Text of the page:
Thursday, January 19, 2012

Florida to close 7 prisons, why couldn't Texas?

Florida recently announced they will close seven prisons and four work camps under a gubernatorial plan from Republican Rick Scott that's being tarred by Democrats and prison-guard unions as soft on crime and evidence of an "extreme Tea Party agenda." The state was able to close the units because of declining prisoner populations: “No inmates will be released early as a result of this decision, and there will remain adequate bed space to accommodate projected prison admissions, which have steadily decreased since FY 2007-08,” the corrections department said in a statement.

Regular readers know Grits believes Texas could have realized similar savings in the 82nd Texas legislature last year (we have more prisons and prisoners, by a longshot, than the Sunshine State) with just a few key policy tweaks, but the Lege instead cut funding, mostly for prisoner healthcare, without doing anything to reduce the inmate population. Within months, the state was paying $5 million per month over budget in an interim contract for healthcare costs with UTMB. When 2013 comes, if they want to cut TDCJ's budget they'll have to reduce the number of people incarcerated there.

Last week the Texas Public Policy Foundation held a panel at their annual policy conference (thanks to Marc Levin and David Guenther for the invite) featuring outgoing House Corrections Chairman Jerry Madden, chief Harris-County judicial cat-herder Caprice Cosper, House Rep. Marisa Marquez, and Adam Gelb from the Pew Center on the States.

Gelb's presentation focused on five "myths" about crime and punishment, but one of them spoke directly to the fallacy that "crime rates drive incarceration rates." In fact, he said, policy changes are the primary driver where states have reduced incarceration. That's how Texas avoided new prison building throughout most of the last decade, and it's the only way to reduce costs now.

Much was made at the event, and rightly so, of Texas 2007 investments in probation and diversion programs which have been oft-credited with keeping TDCJ's population 17,000 prisoners lower than had been projected five years ago. But in the "what have you done for me lately?" category, protecting those investments was the main accomplishment claimed for 2011.

In the Q&A section, I got to ask the panel why the Lege hadn't enacted more policy reforms to reduce inmate numbers and prison costs, "doubling down" on their earlier success to actually empty out and close prisons, as is happening in Florida. Madden replied that recidivism studies take three years and in 2011 they didn't have enough data to judge outcomes from the 2007 investments. While it's clear they worked overall, he said, the 2007 budget investments financed an array of different programs, and the Lege needed to wait on data to see which worked and which didn't to decide how to proceed.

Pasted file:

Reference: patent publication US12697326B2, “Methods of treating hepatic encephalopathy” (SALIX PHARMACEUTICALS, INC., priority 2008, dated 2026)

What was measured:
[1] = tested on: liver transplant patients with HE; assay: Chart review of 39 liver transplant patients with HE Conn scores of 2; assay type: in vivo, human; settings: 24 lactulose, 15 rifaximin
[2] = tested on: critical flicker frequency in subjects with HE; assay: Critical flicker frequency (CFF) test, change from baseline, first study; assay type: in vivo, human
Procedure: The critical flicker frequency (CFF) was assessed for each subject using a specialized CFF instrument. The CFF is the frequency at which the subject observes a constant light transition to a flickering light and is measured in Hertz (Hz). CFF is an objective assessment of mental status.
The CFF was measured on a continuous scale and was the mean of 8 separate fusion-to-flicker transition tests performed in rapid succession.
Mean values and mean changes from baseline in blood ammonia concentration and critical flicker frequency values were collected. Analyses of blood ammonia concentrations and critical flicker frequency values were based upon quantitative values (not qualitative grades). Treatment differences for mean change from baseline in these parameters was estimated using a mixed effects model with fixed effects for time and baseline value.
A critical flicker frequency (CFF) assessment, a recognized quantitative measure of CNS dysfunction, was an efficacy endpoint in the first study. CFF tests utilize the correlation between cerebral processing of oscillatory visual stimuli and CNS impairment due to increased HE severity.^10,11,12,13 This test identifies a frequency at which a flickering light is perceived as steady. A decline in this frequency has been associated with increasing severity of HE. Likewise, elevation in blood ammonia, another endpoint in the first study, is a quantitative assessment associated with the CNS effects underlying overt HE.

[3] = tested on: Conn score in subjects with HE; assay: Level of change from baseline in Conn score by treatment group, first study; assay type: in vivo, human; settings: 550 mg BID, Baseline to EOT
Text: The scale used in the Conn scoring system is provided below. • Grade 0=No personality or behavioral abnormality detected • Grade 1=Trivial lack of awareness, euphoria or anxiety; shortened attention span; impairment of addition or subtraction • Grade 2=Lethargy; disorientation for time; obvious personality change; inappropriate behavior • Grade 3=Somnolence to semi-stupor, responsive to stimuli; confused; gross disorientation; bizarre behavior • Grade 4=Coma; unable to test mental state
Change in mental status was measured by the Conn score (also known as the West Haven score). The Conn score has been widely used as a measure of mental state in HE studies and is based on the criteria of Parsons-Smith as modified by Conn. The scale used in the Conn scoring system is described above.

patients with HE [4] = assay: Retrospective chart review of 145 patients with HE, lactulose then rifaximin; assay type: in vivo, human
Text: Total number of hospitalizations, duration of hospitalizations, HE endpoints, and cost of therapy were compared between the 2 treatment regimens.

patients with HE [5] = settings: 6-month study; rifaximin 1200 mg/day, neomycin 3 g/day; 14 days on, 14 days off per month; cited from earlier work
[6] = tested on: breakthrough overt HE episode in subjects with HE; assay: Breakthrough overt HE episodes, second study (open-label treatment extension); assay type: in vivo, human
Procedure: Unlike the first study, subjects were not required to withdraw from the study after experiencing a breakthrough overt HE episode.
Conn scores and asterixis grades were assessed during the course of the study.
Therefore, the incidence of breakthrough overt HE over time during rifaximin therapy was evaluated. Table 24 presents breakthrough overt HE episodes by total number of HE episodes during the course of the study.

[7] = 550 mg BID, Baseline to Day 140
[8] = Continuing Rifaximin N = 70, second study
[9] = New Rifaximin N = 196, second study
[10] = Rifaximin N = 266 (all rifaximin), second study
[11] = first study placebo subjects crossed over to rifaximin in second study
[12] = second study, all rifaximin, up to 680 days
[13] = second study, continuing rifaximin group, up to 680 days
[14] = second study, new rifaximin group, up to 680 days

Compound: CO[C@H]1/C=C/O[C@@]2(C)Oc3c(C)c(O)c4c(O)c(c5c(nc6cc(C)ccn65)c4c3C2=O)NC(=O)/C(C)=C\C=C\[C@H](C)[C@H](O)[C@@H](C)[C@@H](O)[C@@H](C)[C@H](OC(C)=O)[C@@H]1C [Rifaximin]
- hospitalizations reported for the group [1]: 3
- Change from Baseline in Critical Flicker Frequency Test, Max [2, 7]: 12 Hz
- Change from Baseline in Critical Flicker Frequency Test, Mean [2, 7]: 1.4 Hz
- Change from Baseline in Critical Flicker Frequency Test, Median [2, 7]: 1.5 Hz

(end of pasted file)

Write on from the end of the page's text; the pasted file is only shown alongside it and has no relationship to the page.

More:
That's a fair point, but in some ways the answer dodges the central conundrum facing the state on corrections spending. After all, the Lege slashed healthcare spending at TDCJ utterly without forethought or regard for reality, while failing to pass legislation that reduced the number of prisoners (particularly the sickest and/or elderly prisoners who cost the most money) commensurate with the smaller budget. Now, for this biennium, TDCJ will be coming in nearly nine-figures over budget, if the $5 million per month premium to UTMB continues, with 2013's budget expected to be even tighter. Last year they cut prisoner food, bled prisoner commissary accounts, reduced programming and educational opportunities, and likely cut all they reasonably can without addressing the elephant in the room: How can they change policies to reduce incarceration costs?

For the most part in 2011, that didn't happen, and there are few signs it's being seriously considered now (though one of the Senate Criminal Justice Committee's interim charges asks them to study diversion programs in part with an eye toward "reductions in correctional populations"). Tight budgets, though, have a way of forcing radical decisions on legislators that no amount of external advocacy could ever persuade them to make. At a minimum, it'd be helpful for TDCJ to reduce inmate numbers enough to end some of its contract arrangements with private-prison companies instead of paying for each marginal, extra inmate on a per diem basis.

As Chairman Madden pointed out on the TPPF panel, in the near future TDCJ's Sunset process is the most likely vehicle for enacting such fundamental reforms. Grits hopes the Sunset reviewers evaluate the agency and make recommendations with an eye toward revamping TDCJ to correspond to these new budget realities, strengthening probation and parole while seeking creatively ways to emulate Flordia, New York, Michigan, and other states which have reduced incarceration and shut down prisons. That's the recipe for budget stability in Texas corrections - a lot of insiders already know it - and really the question becomes more one of political courage than budget sense. In that context, tight budgets could force legislators to do the right thing for the wrong reasons, letting them scale back mass incarceration without paying the same kind of political price one might pay, say, from closing neighborhood schools, by pointing out that's the tradeoff. Caprice Cosper echoed that sentiment, saying the budget crunch was an opportunity to think creatively.